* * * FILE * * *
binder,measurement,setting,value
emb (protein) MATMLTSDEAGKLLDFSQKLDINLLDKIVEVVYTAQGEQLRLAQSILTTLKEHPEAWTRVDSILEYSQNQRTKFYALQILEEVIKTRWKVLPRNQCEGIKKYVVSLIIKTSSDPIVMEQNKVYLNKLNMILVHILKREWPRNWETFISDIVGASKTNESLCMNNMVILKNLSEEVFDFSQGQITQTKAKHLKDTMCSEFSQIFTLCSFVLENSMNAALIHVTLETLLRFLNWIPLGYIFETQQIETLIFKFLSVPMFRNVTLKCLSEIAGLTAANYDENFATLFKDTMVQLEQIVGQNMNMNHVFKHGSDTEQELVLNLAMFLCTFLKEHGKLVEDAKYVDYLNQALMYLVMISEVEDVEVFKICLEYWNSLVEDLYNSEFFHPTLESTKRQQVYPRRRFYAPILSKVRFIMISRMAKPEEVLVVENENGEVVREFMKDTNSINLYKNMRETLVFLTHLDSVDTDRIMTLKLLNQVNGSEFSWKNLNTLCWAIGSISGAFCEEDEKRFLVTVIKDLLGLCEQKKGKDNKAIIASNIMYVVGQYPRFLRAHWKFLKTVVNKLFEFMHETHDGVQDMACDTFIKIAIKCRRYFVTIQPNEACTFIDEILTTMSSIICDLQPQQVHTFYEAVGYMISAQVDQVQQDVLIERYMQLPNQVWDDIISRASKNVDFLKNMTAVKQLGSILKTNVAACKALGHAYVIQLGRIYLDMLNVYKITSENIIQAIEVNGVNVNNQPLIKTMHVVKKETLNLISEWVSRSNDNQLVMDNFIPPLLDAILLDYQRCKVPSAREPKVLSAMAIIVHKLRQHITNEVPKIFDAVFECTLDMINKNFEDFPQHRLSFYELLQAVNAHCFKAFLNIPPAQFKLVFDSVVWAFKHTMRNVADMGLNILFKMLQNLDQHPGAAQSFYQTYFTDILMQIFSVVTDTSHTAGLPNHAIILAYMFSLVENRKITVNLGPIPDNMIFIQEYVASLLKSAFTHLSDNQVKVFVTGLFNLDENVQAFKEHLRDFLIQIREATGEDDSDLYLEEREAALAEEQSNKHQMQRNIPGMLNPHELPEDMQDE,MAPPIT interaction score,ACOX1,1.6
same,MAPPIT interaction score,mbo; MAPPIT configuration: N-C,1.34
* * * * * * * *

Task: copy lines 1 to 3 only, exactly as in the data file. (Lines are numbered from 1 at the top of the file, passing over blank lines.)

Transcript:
binder,measurement,setting,value
emb (protein) MATMLTSDEAGKLLDFSQKLDINLLDKIVEVVYTAQGEQLRLAQSILTTLKEHPEAWTRVDSILEYSQNQRTKFYALQILEEVIKTRWKVLPRNQCEGIKKYVVSLIIKTSSDPIVMEQNKVYLNKLNMILVHILKREWPRNWETFISDIVGASKTNESLCMNNMVILKNLSEEVFDFSQGQITQTKAKHLKDTMCSEFSQIFTLCSFVLENSMNAALIHVTLETLLRFLNWIPLGYIFETQQIETLIFKFLSVPMFRNVTLKCLSEIAGLTAANYDENFATLFKDTMVQLEQIVGQNMNMNHVFKHGSDTEQELVLNLAMFLCTFLKEHGKLVEDAKYVDYLNQALMYLVMISEVEDVEVFKICLEYWNSLVEDLYNSEFFHPTLESTKRQQVYPRRRFYAPILSKVRFIMISRMAKPEEVLVVENENGEVVREFMKDTNSINLYKNMRETLVFLTHLDSVDTDRIMTLKLLNQVNGSEFSWKNLNTLCWAIGSISGAFCEEDEKRFLVTVIKDLLGLCEQKKGKDNKAIIASNIMYVVGQYPRFLRAHWKFLKTVVNKLFEFMHETHDGVQDMACDTFIKIAIKCRRYFVTIQPNEACTFIDEILTTMSSIICDLQPQQVHTFYEAVGYMISAQVDQVQQDVLIERYMQLPNQVWDDIISRASKNVDFLKNMTAVKQLGSILKTNVAACKALGHAYVIQLGRIYLDMLNVYKITSENIIQAIEVNGVNVNNQPLIKTMHVVKKETLNLISEWVSRSNDNQLVMDNFIPPLLDAILLDYQRCKVPSAREPKVLSAMAIIVHKLRQHITNEVPKIFDAVFECTLDMINKNFEDFPQHRLSFYELLQAVNAHCFKAFLNIPPAQFKLVFDSVVWAFKHTMRNVADMGLNILFKMLQNLDQHPGAAQSFYQTYFTDILMQIFSVVTDTSHTAGLPNHAIILAYMFSLVENRKITVNLGPIPDNMIFIQEYVASLLKSAFTHLSDNQVKVFVTGLFNLDENVQAFKEHLRDFLIQIREATGEDDSDLYLEEREAALAEEQSNKHQMQRNIPGMLNPHELPEDMQDE,MAPPIT interaction score,ACOX1,1.6
same,MAPPIT interaction score,mbo; MAPPIT configuration: N-C,1.34